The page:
Somewhere out there, lies the city.
Bare-breasted. Awaiting my return.
The city of abandoned nights,
of six-year-olds falling through rusted fire escapes,
of welfare hotels in facades of diseased stone;
the city of grit, wood, and bone.
I step out of a foul-smelling Greyhound bus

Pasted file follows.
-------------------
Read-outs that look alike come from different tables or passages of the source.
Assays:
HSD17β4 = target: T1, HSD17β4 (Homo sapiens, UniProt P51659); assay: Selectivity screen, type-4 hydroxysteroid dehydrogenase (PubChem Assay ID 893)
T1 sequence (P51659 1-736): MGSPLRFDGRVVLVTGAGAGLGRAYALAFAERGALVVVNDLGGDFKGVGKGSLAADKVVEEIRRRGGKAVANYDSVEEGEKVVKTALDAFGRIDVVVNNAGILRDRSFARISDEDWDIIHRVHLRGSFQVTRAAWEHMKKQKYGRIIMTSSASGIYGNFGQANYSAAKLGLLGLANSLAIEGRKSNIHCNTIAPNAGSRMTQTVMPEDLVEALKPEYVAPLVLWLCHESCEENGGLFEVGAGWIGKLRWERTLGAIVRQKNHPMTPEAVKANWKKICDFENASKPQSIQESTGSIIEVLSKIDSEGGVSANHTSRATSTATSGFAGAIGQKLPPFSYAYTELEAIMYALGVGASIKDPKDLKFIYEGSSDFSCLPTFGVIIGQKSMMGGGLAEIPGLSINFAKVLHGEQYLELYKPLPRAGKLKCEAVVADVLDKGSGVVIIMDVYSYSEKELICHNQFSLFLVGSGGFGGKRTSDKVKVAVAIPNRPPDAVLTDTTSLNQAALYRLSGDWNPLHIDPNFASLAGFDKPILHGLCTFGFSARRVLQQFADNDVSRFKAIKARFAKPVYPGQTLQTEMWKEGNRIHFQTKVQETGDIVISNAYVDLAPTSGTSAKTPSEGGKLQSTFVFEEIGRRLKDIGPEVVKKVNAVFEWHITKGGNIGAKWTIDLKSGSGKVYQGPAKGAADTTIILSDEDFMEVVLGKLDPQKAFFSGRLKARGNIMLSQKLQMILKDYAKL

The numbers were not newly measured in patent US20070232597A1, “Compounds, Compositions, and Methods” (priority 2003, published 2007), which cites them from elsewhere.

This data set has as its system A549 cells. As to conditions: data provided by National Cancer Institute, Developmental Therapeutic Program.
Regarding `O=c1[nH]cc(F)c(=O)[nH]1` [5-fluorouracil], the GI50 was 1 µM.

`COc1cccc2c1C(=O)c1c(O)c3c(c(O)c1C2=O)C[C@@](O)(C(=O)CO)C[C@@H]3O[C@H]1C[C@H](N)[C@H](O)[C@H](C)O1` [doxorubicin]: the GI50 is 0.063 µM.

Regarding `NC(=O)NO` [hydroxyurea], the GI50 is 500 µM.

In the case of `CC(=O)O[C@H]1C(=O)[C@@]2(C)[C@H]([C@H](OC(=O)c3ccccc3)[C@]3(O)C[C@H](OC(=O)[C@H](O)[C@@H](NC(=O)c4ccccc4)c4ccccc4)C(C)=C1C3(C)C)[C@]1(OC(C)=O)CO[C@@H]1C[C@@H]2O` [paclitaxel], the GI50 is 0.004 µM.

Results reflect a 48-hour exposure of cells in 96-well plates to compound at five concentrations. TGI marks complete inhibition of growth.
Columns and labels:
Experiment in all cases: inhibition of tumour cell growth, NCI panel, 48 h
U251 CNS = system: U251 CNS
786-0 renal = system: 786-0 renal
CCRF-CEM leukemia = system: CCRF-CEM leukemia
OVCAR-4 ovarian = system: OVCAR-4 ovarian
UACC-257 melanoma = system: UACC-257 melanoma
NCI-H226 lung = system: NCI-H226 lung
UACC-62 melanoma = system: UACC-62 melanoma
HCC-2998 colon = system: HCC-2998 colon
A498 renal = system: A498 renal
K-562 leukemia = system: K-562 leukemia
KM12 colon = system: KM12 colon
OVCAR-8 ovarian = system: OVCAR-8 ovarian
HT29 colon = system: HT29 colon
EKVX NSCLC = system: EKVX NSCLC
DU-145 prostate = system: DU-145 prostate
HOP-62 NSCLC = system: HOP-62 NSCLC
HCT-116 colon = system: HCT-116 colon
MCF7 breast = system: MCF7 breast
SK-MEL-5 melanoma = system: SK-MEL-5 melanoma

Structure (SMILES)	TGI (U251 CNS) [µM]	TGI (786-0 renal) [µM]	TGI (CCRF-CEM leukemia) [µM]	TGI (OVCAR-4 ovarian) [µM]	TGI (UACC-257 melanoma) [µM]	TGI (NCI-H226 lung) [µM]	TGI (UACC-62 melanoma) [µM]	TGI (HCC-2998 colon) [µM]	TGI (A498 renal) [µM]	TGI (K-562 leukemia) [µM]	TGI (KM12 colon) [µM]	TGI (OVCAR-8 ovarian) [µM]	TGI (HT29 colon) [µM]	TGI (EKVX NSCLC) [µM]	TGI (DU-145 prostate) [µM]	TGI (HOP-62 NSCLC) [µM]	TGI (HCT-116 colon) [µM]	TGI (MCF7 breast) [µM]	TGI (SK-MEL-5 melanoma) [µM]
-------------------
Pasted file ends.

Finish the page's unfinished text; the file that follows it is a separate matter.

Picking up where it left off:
into the mouth of a moistened dawn,
spraying its colors on cardboard "condos"
on the sidewalk.
Here I stroll, among the walking dead,
among the criminalized and displaced,
the sun of the desert our only roof,
the song of our wails,
the wails of our song,
thundering against the sides of this
city of angels
so far removed from heaven.